Amnesty International UCD Writers’ Club – A Welcome

 
 

In the first of our series from the Amnesty International UCD Writers’ Club, Andrew McKeown looks at the commitment to activism that a humanitarian outlook requires

I sit here, at a nice cafe on a university campus, writing an article for a newspaper and I am truly thankful for it. I am grateful because it means that I am getting an education, I have money for a coffee, and my right to free speech is protected. There are millions in the world who are not so lucky.

Though this article will discuss human rights, I know that I can write about pretty much anything- music, the government, sex; and I am safe to do so. My government will not raid my house in the night, its agents will not torture me, and if I actually ever am charged with a crime, I have the right to be represented in a court, in front of a jury of my peers.

Human rights are intrinsic to a just society. And where they are threatened, we must fight for them, with shield in hand to defend our brothers and sisters from any tyrant who would deny them their fundamental rights.

Amnesty was founded in 1961, and its objective and goal is, according to its charter, “to conduct research and generate action to prevent and end grave abuses of human rights, and to demand justice for those whose rights have been violated.”

Governments around the world continue to violate the rights of their citizens, defying international law and human decency. To date, 155 countries have adopted the Convention against Torture (CAT), of which 79 still tortured people in 2014. And the number of countries that utilise torture is higher still; 32 UN countries still haven’t even adopted CAT yet.

It is up to us to fight for the oppressed. We must see it as our duty to help our international brothers and sisters, and to use our freedoms to bolster theirs. Amnesty International’s petitions and campaigns have helped thousands of people all around the globe, and you can make a difference.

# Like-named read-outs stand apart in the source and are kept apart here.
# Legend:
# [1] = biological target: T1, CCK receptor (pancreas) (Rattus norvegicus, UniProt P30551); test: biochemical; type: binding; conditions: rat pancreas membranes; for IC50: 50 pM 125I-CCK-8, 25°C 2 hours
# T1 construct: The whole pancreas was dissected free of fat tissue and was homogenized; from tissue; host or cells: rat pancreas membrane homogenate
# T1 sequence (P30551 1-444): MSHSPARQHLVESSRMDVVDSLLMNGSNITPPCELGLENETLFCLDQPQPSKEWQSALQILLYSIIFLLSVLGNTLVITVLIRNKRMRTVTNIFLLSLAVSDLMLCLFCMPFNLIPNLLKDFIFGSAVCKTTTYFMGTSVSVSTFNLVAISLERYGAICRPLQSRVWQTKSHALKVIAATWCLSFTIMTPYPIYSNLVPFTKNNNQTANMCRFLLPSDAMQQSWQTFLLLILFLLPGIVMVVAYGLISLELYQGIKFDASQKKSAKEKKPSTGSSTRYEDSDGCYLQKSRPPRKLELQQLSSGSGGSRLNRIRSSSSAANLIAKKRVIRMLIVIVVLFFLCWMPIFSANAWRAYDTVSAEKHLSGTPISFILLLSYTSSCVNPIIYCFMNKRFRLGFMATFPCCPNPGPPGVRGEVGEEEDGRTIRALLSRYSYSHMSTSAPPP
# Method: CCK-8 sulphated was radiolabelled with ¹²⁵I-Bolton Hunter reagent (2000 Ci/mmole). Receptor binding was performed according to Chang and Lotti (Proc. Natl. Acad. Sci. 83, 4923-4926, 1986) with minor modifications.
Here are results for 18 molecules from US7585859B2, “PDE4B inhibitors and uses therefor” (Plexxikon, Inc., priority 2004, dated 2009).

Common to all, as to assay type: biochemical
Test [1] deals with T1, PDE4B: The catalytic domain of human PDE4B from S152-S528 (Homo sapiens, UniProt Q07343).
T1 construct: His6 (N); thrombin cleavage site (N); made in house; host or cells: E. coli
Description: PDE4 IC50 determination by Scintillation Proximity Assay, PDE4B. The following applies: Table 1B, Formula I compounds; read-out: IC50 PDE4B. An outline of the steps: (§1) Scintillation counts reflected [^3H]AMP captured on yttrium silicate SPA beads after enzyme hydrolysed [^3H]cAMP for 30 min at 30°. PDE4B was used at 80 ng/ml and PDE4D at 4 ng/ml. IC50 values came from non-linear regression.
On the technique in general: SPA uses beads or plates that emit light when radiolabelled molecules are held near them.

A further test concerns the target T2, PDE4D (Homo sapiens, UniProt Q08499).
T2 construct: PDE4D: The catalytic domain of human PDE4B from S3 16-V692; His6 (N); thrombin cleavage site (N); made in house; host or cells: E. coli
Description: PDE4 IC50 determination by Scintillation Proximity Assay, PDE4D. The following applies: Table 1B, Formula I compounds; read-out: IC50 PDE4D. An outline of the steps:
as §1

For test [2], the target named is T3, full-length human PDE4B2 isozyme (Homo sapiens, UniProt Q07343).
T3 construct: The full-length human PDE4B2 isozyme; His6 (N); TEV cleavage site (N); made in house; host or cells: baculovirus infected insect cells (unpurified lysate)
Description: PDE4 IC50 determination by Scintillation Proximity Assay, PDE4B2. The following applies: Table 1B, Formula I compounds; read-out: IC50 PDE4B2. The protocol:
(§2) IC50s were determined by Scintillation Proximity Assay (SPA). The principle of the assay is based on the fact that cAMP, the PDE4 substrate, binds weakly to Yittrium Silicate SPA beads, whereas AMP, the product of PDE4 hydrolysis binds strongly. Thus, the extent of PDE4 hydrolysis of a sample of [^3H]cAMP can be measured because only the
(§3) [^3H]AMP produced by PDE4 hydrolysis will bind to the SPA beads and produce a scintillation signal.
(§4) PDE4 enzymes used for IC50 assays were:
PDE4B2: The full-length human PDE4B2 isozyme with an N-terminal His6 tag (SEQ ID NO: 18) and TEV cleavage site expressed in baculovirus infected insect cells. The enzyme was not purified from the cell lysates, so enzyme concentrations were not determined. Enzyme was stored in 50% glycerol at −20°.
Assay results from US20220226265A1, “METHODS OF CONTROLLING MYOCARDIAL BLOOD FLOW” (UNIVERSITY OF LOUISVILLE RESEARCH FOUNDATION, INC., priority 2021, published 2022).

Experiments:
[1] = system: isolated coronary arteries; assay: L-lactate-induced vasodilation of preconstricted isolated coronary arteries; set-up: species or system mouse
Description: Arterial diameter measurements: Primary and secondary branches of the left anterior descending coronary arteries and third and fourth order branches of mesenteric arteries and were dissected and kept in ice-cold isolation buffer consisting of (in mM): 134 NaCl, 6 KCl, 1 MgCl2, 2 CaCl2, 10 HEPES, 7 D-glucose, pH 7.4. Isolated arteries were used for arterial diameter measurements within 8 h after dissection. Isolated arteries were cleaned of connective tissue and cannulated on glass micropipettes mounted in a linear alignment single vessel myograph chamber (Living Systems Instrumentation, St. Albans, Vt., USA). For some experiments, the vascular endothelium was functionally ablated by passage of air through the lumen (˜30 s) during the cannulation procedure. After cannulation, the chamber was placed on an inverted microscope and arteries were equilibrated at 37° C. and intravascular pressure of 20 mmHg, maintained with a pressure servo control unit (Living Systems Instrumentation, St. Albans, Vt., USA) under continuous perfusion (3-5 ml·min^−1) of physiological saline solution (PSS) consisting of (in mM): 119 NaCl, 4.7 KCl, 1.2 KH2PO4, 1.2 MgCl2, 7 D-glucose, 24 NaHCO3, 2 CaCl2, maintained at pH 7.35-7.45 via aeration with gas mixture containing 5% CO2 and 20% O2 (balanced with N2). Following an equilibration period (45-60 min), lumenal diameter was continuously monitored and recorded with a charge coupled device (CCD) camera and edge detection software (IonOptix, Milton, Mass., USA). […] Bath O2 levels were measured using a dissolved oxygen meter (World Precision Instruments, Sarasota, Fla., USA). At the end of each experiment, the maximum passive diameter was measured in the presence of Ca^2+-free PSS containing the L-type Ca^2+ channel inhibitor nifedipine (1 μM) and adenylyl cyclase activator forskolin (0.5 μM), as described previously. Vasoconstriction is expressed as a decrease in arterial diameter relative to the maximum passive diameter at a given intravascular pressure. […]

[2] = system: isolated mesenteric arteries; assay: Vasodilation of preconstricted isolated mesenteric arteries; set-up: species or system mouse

A tyrant and his agents will be less likely to torture if he thinks his regime will suffer economically from it. We know that boycotting products from tyrannical regimes can, and does, make a difference.

For the victims of human rights offences, any life is better. Many escape from their countries in small over-packed fishing vessels or tug boats. An Amnesty International report stated this week that “more than 2,500 people have drowned or gone missing in the Mediterranean this year trying to reach Europe”, citing data from the UN High Commissioner for Refugees.

We cannot stand idly by while innocent people drown within sight of the coasts of free nations.

Amnesty International’s vision, entrenched in its charter, is of a world in which every person enjoys all of the human rights enshrined in the Universal Declaration of Human Rights and other international human rights standards. It involves itself in the betterment of women’s, children’s, minorities’ and indigenous rights, the Ending of torture, the abolition of the death penalty, the rights of refugees, of prisoners of conscience and the protection of human dignity.

We must use our voice to speak for those who will not otherwise be heard. We must be as candle flickering in the darkness, and remember that our lifespan will not be shortened by lighting other candles. Where the enemies of humanity act, we must counteract. Because we can.

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